"The best children's stories are wisdom dipped in art and words." -Peter Reynolds

Saturday, March 29, 2014

The Watson's Go to Birmingham - 1963

The Watson’s Go to Birmingham – 1963 by Christopher Paul Curtis was published in 1995 by Delacorte Press. It has won many awards including the Coretta Scott King award, the Newberry Honor, and the Golden Kite Award. I have to say that I was pleasantly surprised by this novel because I am not normally a historical fiction fan. This story follows the Watson family through their daily life in Flint, Michigan. I really grew to love this family and I believe that was what Curtis intended. I was surprised how far into the book I was before any segregation/racial inequality themes were brought up. But Curtis wanted to ensure that we fell in love with the family first. 

Ten year old Kenneth or “Kenny” Watson is our narrator. He is very smart and has a lazy eye which makes him the target of much bullying at school. We are introduced to his family as they are shivering at home trying to stay warm by huddling together one cold, Michigan winter. They live in Flint, Michigan, although Momma is from warm Alabama. Sweet, younger sister Joetta or “Joey” is in Kindergarten and very impressionable while older brother Byron or “By” is the tough guy of the school and family. Momma and Daddy seem to still be very much in love and act as normally as any married couple I know today.

We watch as Kenny encounters school bullies, classes, new country friends, and old toy-stealing friends. Byron is the family rebel and is constantly getting in trouble and pushing his parent’s buttons. From skipping school to lighting fires to starting fights, Byron seems to do the opposite of everything he is supposed to do. He is a complicated young man going through a lot of changes. He is emotional and conflicted yet always watches out for his younger siblings. But one day Byron upsets his parents for the last time by getting a “conk” hair cut which apparently was the popular style in the 1960’s. I’m not ashamed to admit I had to Google search what a “conk” looked like. Anyway, his parents decide it’s time for Byron to go live with their Grandma Sands in Birmingham, AL for the summer of ’63. Mr. Watson suits up the “Brown Bomber” car and the family endures a three day road trip to Alabama to drop of Byron. When they arrive, it seems that Byron is actually happier being in Birmingham while Kenny and Joey are absolutely miserable with the never-ending heat.  Kenny is actually the first one to disobey parental orders this time by going swimming in the whirlpool (or Wool Pooh as they called it) at Collier’s Landing. The three children had been warned not to and Byron and Joey listened but Kenny did not. He almost drowned in that whirl pool but thankfully his siblings got him out. Poor, Kenny, The one time he doesn't obey the rules he almost gets killed for it!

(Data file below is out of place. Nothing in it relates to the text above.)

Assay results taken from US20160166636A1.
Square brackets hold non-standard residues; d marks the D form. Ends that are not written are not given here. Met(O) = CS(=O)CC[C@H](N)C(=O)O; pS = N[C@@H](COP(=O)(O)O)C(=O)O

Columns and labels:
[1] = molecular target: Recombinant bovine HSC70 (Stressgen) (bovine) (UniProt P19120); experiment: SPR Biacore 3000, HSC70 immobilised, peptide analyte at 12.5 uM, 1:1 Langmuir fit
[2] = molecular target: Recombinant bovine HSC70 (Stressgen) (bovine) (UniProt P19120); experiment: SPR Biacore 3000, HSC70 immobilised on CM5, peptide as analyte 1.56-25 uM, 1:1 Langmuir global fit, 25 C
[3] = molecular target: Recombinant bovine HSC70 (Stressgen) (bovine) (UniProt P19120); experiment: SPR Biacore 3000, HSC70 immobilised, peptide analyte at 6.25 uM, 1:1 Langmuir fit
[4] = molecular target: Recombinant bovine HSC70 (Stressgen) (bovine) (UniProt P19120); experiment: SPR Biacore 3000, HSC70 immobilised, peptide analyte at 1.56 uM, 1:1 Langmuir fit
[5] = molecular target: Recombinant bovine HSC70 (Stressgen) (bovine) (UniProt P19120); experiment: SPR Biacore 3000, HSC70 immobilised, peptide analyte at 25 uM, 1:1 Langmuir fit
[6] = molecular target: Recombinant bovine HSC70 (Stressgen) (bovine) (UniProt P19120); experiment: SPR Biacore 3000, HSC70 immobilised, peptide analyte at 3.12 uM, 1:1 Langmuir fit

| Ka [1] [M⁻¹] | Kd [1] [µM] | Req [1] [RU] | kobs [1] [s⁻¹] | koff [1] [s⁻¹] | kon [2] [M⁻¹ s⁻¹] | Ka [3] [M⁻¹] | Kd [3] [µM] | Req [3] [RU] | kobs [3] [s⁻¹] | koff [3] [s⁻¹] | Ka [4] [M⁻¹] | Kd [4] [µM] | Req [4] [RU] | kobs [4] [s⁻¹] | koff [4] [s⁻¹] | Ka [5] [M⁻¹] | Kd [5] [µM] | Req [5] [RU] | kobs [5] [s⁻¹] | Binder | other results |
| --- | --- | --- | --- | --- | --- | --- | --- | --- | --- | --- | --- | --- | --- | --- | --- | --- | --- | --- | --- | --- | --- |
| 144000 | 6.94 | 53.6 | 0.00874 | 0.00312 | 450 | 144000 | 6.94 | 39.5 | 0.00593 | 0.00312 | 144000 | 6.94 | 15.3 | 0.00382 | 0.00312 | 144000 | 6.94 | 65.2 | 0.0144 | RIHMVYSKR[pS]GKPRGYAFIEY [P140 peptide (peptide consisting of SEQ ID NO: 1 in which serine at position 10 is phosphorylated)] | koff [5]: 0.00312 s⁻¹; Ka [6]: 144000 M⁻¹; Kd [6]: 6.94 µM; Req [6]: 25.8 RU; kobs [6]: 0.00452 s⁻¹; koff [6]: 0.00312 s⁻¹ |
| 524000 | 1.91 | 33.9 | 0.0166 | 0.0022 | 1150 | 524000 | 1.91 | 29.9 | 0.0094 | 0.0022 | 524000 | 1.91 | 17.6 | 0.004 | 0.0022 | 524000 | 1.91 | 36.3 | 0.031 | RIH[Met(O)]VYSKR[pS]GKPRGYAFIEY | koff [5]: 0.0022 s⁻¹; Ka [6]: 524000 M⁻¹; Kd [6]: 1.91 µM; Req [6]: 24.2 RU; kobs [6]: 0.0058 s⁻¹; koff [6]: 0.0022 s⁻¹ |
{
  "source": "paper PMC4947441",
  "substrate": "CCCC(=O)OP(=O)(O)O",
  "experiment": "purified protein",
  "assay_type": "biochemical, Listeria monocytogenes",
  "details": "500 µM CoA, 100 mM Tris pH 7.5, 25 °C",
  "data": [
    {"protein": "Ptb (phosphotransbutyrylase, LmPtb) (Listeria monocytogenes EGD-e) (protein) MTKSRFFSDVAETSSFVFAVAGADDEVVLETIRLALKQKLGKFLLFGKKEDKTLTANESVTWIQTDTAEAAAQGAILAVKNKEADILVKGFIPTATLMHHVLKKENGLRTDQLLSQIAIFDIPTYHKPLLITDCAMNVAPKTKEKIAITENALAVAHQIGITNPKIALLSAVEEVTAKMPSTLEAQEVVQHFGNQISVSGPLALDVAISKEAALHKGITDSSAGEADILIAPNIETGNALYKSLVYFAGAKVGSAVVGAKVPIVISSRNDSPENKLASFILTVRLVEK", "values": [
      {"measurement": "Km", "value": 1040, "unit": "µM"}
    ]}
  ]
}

Then one Sunday morning, the neighbors and Joetta went to church. Not too long afterward they all heard a giant boom sound. It turned out that it was the 16th Avenue Baptist Church bombing that we all know too well. When the family ran to see if Joetta was hurt, Kenny followed, and actually went inside the church. It was there that he was traumatized by seeing three dead little girls and he assumed one of them was Joey. He ran home traumatized and upset. Thankfully, Joey was not hurt, but many other people were. She had actually left the church early because she was too hot and thought she saw Kenny waving to her across the street. The rest of the book explains how traumatized Kenny was by seeing those deceased girls and thinking one of them was his sister. In the end, Byron ends up pulling Kenny out of his depression and showing him that he saved Joey. I really enjoyed how the book wrapped up all strings for the Watson family. But I can’t help but feel sadness for the lives lost in the 16th Avenue Baptist Church bombing in Birmingham, Alabama as well as all other people affected by racial prejudice.